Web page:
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Inside an Ethereum transaction

Feb 15, 2017 · 4 min read

Ethereum can be thought of as a transaction based state machine, where transactions can change the state and the state keeps track of interactions. Here we examine at a high level, the constituents of a transaction and explain how most of the gibberish hex values are determined.

We will be using nodejs in this tutorial so we start off by installing the dependencies.

$ npm install web3@0.19 ethereumjs-util@4.4 ethereumjs-tx@1.3

Then creating a file tx.js and requiring the dependencies.

var Web3 = require('web3');
var web3 = new Web3(new Web3.providers.HttpProvider(''));
var util = require('ethereumjs-util');
var tx = require('ethereumjs-tx');

First we start with a private key. Ethereum uses public key cryptography for authentication. More specifically, Elliptic Curve Digital Signature Algorithm (ECDSA) with secp256k1’s curve is used. The private key is just a random 256 bit data except for some restrictions. For example

var privateKey = '0xc0dec0dec0dec0dec0dec0dec0dec0dec0dec0dec0dec0dec0dec0dec0dec0de';

To derive the corresponding public key

var publicKey = util.bufferToHex(util.privateToPublic(privateKey));

and you should get the following if you print out publicKey


The Ethereum address associated with this private key is the last 160 bit of the SHA3–256 (Keccak) hash of the public key.

var address = '0x' + util.bufferToHex(util.sha3(publicKey)).slice(26);
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As you can observe, it is actually possible for multiple private keys to have the same address. An Ethereum account is associated with each address and each have the following attributes

nonce the count of the number of outgoing transactions, starting with 0
balance the amount of ether in the account
storageRoot the hash associated with the storage of the account
codeHash the hash of the code governing the account, if this is empty then the account is a normal account that can be accessed with its private key else it is a smart contract whose interactions are governed by its code

Next we take a look at a transaction, there are 6 input fields

nonce the count of the number of outgoing transactions, starting with 0
gasPrice the price to determine the amount of ether the transaction will cost
gasLimit the maximum gas that is allowed to be spent to process the transaction
to the account the transaction is sent to, if empty, the transaction will create a contract
value the amount of ether to send
data could be an arbitrary message or function call to a contract or code to create a contract

A transaction to send 1000 wei (1 ether = 10¹⁸ wei) of ether and leaving a 0xc0de message can be constructed as follows

var rawTx = {
nonce: web3.toHex(0),
gasPrice: web3.toHex(20000000000),
gasLimit: web3.toHex(100000),
to: '0x687422eEA2cB73B5d3e242bA5456b782919AFc85',
value: web3.toHex(1000),
data: '0xc0de'

Notice that the from address is not specified, it will be derived from the signature after signing with the private key. To sign the transaction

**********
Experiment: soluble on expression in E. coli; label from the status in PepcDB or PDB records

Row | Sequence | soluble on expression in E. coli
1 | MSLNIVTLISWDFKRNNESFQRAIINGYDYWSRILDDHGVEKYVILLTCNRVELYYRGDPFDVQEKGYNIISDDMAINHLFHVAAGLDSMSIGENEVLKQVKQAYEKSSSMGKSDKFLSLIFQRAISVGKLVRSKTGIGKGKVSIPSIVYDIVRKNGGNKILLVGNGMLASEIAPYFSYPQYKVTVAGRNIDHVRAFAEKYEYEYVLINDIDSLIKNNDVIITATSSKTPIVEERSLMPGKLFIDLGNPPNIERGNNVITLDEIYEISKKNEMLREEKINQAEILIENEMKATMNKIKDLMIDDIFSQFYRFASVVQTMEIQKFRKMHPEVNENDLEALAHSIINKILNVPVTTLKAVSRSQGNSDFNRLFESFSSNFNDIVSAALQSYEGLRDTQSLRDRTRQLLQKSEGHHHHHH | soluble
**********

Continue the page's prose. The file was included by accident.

var p = new Buffer('c0dec0dec0dec0dec0dec0dec0dec0dec0dec0dec0dec0dec0dec0dec0dec0de', 'hex');
var transaction = new tx(rawTx);

The transaction can then be sent to the network and will be tracked by a 256 bit transaction id. This transaction can be viewed at Etherscan. The transaction id is the hash of the transaction

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Next we look at what makes up the data for a function call. Take for example the data of this transaction to a contract


In order to know which function it is calling, the functions of the contract must be known beforehand to create a hash table. The first 32 bit a9059cbb is the first 32 bit of the hash of the function. In this case the function is transfer(address _to, uint256 _value) and its hash is


This is followed by 256 bit for each argument, so in this case the address is


and the unsigned integer is

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Next, as discussed above, by omitting the to field, a contract will be created. But how is the contract’s address determined? Take for example this transaction


The contract address is the last 160 bit hash of the sender address and its nonce can be determined beforehand. For this transaction, the sender and nonce can be found by

var contractTx = web3.eth.getTransaction('0x77a4f46ff7bf8c084c34293fd654c60e107df42c5bcd2666f75c0b47a9352be5');

Thus the contract address is

console.log('0x' + util.bufferToHex(util.rlphash(['0x84f9d8b0e74a7060e20b025c1ea63c2b171bae6f', 0])).slice(26));
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Now we have gotten to know a little bit more about these hexadecimals!

Ethereum and smart contracts have huge potential to disrupt many industries. There are many resources online and you can find a few below to continue your journey on exploring Ethereum!

Ethereum main site
Mist, one of Ethereum’s client
Web3 api
Community discussions

If you have any issues regarding this article, you can raise it at our Github under the nightlyHacks repo.

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